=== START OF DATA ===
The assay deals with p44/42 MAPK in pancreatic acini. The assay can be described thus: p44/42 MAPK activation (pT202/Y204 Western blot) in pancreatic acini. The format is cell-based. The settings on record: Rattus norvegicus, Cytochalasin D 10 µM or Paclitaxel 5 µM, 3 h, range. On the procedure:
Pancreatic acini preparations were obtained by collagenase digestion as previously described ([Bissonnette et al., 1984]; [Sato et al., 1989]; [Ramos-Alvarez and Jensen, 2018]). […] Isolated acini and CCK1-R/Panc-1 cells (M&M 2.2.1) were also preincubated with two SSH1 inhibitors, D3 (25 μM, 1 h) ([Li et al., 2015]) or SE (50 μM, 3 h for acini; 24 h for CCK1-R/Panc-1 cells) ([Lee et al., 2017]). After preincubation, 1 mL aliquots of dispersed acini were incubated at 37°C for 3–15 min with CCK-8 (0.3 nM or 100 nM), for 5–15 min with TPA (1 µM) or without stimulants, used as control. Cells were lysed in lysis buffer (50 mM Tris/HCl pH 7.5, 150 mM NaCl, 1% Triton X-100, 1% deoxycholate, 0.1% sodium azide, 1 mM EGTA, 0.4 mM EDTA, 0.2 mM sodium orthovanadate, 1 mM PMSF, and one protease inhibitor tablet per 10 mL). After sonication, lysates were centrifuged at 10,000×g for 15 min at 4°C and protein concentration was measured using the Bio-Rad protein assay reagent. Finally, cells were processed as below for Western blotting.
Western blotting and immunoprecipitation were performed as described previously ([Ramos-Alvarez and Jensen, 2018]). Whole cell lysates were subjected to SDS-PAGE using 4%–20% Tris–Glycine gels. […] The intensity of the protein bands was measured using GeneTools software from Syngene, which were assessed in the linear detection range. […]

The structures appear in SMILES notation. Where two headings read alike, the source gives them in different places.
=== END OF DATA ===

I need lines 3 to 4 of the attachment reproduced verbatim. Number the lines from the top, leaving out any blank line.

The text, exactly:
Western blotting and immunoprecipitation were performed as described previously ([Ramos-Alvarez and Jensen, 2018]). Whole cell lysates were subjected to SDS-PAGE using 4%–20% Tris–Glycine gels. […] The intensity of the protein bands was measured using GeneTools software from Syngene, which were assessed in the linear detection range. […]

The structures appear in SMILES notation. Where two headings read alike, the source gives them in different places.